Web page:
Jarvis slammed over rail maintenance

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The Independent Online

Jarvis, the company at the centre of the investigation into the Potters Bar rail crash, stands accused of a catalogue of serious lapses in the maintenance of the network.

Jarvis, the company at the centre of the investigation into the Potters Bar rail crash, stands accused of a catalogue of serious lapses in the maintenance of the network.

Arriva Trains, which operates two franchises where Jarvis has responsibility for maintenance, has written to the rail regulator expressing concern over the "compe- tency of contractors used".

The letter, obtained by The Independent on Sunday, states: "Some recent examples ... include tools being left on the line both during and after work to be struck by trains; lines being blocked with ballast without the contractor realising this has happened; poor repairs leading to repeat failures of items of infrastructure kit; and [in Merseyside] forgetting to fasten the third rail to the insulator pots following a renewal." The "third rail" is electrified, providing power to trains.

Arriva doesn't name Jarvis in the letter, written by group development director Roger Cobbe. But Network Rail, owner of the railway infrastructure, confirmed Jarvis is the contractor on Arriva's franchise in Merseyside and carries out around 80 per cent of maintenance on Arriva's north of England franchise. A spokesman for Network Rail confirmed that the lapses "were now being looked into" and details had been passed on to its regional offices in Manchester and York. "We can't deny that some of the incidents have happened. We are working with the contractor to ensure that it doesn't happen again," said the spokesman.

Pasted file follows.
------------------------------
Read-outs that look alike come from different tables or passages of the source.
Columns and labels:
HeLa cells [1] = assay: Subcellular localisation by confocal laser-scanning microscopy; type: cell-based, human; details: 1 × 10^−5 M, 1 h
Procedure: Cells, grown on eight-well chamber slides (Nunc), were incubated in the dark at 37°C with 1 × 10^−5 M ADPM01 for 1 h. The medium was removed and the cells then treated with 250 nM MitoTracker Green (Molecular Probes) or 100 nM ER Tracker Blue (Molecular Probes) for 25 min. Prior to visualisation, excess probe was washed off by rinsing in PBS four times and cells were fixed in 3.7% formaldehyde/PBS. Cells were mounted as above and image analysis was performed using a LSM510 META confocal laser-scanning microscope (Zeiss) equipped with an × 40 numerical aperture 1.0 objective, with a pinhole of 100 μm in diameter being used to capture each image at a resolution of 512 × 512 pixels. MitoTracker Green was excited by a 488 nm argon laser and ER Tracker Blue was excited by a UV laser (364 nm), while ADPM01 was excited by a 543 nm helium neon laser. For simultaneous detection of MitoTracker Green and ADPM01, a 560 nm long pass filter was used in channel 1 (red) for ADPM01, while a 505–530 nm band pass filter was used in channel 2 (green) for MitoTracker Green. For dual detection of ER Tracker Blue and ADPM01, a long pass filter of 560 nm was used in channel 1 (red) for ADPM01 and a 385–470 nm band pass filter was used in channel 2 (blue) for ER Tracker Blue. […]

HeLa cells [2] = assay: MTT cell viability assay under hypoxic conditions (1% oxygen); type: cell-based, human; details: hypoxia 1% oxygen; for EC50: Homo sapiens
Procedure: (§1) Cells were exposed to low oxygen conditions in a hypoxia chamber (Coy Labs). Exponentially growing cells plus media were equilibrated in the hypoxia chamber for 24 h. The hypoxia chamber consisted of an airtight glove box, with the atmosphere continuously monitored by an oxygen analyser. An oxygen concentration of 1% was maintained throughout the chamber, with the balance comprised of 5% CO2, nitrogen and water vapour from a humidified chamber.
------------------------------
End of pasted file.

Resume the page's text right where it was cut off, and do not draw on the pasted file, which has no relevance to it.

A Jarvis spokesman said: "Jarvis takes any incident relating to the quality of our work extremely seriously. All incidents are immediately investigated and the appropriate action taken."

Arriva's letter was part of a wider response to the regulation of Network Rail, the not-for-profit company which last year replaced Railtrack. In it, Arriva also questions Network Rail's supervision and monitoring of its contractors.

However, Network Rail is preparing to seize power back from its contractors, which include Amey, Amec, Balfour Beatty and Carillon. Under Railtrack, the contractors were given full responsibility for upkeep, management and safety on the lines. But under the so-called New Maintenance Plan these will be returned to Network Rail, to be completed by the end of next year. This is expected to involve the compulsory transfer of hundreds of senior engineers from the contractors to Network Rail.

The company has also taken over three maintenance contracts. Network Rail insists that it has no further plans to bring maintenance in-house.

News of the maintenance lapses on Arriva's franchises will be a further blow to Jarvis, headed by chief executive Paris Moayedi. British Transport Police are still investigating the cause of the Potters Bar crash. Jarvis claims sabotage is a possible cause. After the derailment, which killed seven people, it emerged that two sets of nuts were missing at the points which caused the accident.

The Health and Safety Executive is also investigating and is expected to publish its initial findings in the next few months.

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